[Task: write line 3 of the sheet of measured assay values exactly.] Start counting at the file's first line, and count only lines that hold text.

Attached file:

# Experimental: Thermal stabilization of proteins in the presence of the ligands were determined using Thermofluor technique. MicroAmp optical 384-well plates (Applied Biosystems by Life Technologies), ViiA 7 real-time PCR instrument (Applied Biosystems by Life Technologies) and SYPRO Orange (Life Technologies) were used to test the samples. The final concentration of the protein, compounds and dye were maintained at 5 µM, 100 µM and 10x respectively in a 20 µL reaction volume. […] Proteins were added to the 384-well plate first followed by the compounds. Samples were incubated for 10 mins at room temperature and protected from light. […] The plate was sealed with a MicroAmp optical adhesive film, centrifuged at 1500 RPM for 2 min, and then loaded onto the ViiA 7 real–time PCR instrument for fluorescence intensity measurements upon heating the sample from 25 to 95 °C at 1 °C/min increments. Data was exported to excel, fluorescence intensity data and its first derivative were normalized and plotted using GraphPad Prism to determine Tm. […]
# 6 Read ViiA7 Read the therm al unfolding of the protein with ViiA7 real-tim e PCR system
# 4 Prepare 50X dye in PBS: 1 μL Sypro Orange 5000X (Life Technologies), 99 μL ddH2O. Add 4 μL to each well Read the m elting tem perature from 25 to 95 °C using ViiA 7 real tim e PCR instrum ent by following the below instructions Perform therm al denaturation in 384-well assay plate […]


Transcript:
# 4 Prepare 50X dye in PBS: 1 μL Sypro Orange 5000X (Life Technologies), 99 μL ddH2O. Add 4 μL to each well Read the m elting tem perature from 25 to 95 °C using ViiA 7 real tim e PCR instrum ent by following the below instructions Perform therm al denaturation in 384-well assay plate […]